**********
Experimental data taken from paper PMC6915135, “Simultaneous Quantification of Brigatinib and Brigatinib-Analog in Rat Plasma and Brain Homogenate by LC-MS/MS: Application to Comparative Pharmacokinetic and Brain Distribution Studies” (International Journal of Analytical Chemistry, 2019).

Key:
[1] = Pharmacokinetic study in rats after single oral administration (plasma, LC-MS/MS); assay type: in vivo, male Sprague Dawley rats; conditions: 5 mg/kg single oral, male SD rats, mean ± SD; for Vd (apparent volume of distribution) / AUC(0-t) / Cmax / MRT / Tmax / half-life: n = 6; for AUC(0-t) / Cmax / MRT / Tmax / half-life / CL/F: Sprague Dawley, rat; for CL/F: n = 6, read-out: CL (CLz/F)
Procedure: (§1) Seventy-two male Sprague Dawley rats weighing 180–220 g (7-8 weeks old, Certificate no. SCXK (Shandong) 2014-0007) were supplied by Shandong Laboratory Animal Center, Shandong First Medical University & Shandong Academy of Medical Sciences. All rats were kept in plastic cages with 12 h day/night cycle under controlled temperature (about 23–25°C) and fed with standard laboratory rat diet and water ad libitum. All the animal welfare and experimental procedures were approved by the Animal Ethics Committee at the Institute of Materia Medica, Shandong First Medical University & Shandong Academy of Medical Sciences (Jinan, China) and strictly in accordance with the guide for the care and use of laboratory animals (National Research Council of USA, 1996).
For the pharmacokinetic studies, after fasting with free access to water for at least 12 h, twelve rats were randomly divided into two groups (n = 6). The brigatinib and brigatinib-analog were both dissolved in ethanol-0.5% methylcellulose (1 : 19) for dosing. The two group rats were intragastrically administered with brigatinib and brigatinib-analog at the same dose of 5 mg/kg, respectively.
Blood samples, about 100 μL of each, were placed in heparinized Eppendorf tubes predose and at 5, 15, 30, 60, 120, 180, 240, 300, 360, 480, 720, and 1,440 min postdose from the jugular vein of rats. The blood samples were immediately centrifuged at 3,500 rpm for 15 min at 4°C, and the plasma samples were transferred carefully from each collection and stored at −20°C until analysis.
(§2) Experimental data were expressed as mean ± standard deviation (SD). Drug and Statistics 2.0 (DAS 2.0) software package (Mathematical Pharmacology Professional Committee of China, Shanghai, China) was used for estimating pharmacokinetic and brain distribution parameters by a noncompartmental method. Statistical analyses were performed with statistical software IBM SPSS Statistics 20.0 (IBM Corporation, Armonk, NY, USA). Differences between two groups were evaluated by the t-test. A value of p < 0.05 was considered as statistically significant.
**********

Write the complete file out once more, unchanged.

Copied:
Experimental data taken from paper PMC6915135, “Simultaneous Quantification of Brigatinib and Brigatinib-Analog in Rat Plasma and Brain Homogenate by LC-MS/MS: Application to Comparative Pharmacokinetic and Brain Distribution Studies” (International Journal of Analytical Chemistry, 2019).

Key:
[1] = Pharmacokinetic study in rats after single oral administration (plasma, LC-MS/MS); assay type: in vivo, male Sprague Dawley rats; conditions: 5 mg/kg single oral, male SD rats, mean ± SD; for Vd (apparent volume of distribution) / AUC(0-t) / Cmax / MRT / Tmax / half-life: n = 6; for AUC(0-t) / Cmax / MRT / Tmax / half-life / CL/F: Sprague Dawley, rat; for CL/F: n = 6, read-out: CL (CLz/F)
Procedure: (§1) Seventy-two male Sprague Dawley rats weighing 180–220 g (7-8 weeks old, Certificate no. SCXK (Shandong) 2014-0007) were supplied by Shandong Laboratory Animal Center, Shandong First Medical University & Shandong Academy of Medical Sciences. All rats were kept in plastic cages with 12 h day/night cycle under controlled temperature (about 23–25°C) and fed with standard laboratory rat diet and water ad libitum. All the animal welfare and experimental procedures were approved by the Animal Ethics Committee at the Institute of Materia Medica, Shandong First Medical University & Shandong Academy of Medical Sciences (Jinan, China) and strictly in accordance with the guide for the care and use of laboratory animals (National Research Council of USA, 1996).
For the pharmacokinetic studies, after fasting with free access to water for at least 12 h, twelve rats were randomly divided into two groups (n = 6). The brigatinib and brigatinib-analog were both dissolved in ethanol-0.5% methylcellulose (1 : 19) for dosing. The two group rats were intragastrically administered with brigatinib and brigatinib-analog at the same dose of 5 mg/kg, respectively.
Blood samples, about 100 μL of each, were placed in heparinized Eppendorf tubes predose and at 5, 15, 30, 60, 120, 180, 240, 300, 360, 480, 720, and 1,440 min postdose from the jugular vein of rats. The blood samples were immediately centrifuged at 3,500 rpm for 15 min at 4°C, and the plasma samples were transferred carefully from each collection and stored at −20°C until analysis.
(§2) Experimental data were expressed as mean ± standard deviation (SD). Drug and Statistics 2.0 (DAS 2.0) software package (Mathematical Pharmacology Professional Committee of China, Shanghai, China) was used for estimating pharmacokinetic and brain distribution parameters by a noncompartmental method. Statistical analyses were performed with statistical software IBM SPSS Statistics 20.0 (IBM Corporation, Armonk, NY, USA). Differences between two groups were evaluated by the t-test. A value of p < 0.05 was considered as statistically significant.